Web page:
Note milcore.dll is sometimes referred to as the engine for “managed graphics.” Much as the commonnlanguage runtime (CLR) manages the lifetime of a . You simply create the objects with the content you want to show, and milcore.dll paints the appropriate portions of the window as it is dragged around, covered and uncovered,minimized and restored, and so on.

The Class Hierarchy

  But before you begin, it’s helpful to take a first look at the hierarchy of classes that leads to the basic set of WPFcontrols. Figure 1-3 shows a basic overview with some of the key branches of the class hierarchy.

System.Threading.DispatcherObject

  By deriving from DispatcherObject, every element in your user interface can verify whether code is running on the correct thread and access the dispatcher to marshal code to the user interface thread. Early on in the design cycle, the WPF architects decided to create a more powerful property model that baked in features such aschange notification, inherited default values, and more economical property storage.

System.Windows.Controls.Control

  The most impressive part of this model (which is described in more detail in Chapter 6) is the fact that this single piece of content can be anything from an ordinary string to a layout panel with a combination of other shapes and controls. List controls are remarkably flexible—for example, using the features that are built into the ItemsControl class,you can transform the lowly ListBox into a list of radio buttons, a list of check boxes, a tiled display of images, or a combination of completely different elements that you’ve chosen.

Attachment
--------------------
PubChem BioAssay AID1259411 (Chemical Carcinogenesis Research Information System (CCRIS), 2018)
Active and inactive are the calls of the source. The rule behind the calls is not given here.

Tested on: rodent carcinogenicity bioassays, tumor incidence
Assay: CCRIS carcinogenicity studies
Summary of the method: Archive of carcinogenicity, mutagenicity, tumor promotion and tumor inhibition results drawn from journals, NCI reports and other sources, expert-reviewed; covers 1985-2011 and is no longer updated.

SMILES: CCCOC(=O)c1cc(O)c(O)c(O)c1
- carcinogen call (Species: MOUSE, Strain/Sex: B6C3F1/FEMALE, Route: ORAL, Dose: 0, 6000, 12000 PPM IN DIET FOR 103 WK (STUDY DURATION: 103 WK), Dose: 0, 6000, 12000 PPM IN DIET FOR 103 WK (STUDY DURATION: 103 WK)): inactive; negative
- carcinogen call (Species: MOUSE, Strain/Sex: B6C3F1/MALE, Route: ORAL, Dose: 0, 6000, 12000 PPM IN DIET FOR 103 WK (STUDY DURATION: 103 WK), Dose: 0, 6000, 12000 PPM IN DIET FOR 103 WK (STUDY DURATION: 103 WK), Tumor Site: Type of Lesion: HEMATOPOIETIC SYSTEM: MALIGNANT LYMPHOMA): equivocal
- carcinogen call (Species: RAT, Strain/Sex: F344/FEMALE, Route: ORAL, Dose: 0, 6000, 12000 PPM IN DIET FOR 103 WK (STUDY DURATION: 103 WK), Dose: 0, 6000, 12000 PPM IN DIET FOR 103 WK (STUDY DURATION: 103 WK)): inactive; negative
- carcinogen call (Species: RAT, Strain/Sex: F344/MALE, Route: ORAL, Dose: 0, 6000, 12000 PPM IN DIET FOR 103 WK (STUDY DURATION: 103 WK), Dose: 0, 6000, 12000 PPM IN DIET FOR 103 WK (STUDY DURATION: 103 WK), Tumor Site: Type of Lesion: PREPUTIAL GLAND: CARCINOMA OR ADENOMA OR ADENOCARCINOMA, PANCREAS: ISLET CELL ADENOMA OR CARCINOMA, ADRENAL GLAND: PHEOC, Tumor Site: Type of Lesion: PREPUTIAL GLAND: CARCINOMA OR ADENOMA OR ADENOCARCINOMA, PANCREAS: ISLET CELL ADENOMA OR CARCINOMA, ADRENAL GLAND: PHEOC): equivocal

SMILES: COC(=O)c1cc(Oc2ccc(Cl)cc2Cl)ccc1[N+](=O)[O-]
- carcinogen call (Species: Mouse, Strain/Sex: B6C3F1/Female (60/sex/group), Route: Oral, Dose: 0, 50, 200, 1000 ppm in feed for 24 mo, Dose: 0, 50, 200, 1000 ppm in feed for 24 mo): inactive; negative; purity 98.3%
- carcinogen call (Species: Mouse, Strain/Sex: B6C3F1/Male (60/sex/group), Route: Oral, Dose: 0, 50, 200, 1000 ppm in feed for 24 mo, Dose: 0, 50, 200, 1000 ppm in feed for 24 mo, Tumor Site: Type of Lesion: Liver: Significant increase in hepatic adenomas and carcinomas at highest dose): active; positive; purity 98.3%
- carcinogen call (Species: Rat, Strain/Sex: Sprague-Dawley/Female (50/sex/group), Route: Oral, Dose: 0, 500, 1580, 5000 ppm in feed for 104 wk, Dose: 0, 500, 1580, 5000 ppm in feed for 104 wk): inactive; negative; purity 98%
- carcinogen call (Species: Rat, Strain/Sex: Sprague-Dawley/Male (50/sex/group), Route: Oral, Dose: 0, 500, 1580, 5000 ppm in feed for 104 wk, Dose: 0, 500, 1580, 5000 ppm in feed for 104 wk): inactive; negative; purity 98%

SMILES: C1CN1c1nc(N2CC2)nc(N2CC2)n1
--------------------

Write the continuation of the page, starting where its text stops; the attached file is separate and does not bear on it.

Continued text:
The WPF Toolkit

  But the WPF Toolkit isn’t just a place to previewthe future direction of WPF—it’s also a great source of practical components and controls that are made available outside the normal WPF release cycle. Then, pick the Visual C#  Windows group (in the tree on the left), and choose theWPF Application template (in the list on the right).

Multitargeting

  NET Framework You can also change the version you’re targeting at any point afterward by double-clicking the Properties node in the Solution Explorer and changing the selection in the Target Framework list. It also uses this metadata to determine what controls should appearin the Toolbox, what members should appear in the Properties window and Object Browser, and so on, ensuring that the entire IDE is limited to the version you’ve chosen.

The Visual Studio Designer

  After you’ve mastered the syntax of XAML (Chapter 2) and you’ve learned about the family of WPF layout controls (Chapter 3), it’s up to you to choose how you want to create your windows. You can use tools such as data binding and triggers to automate basic user interface behavior (such as text boxes that update themselves when you pagethrough a record source, or labels that glow when you hover overtop with the mouse), all without writing a single line of C#.

ChAPTeR 2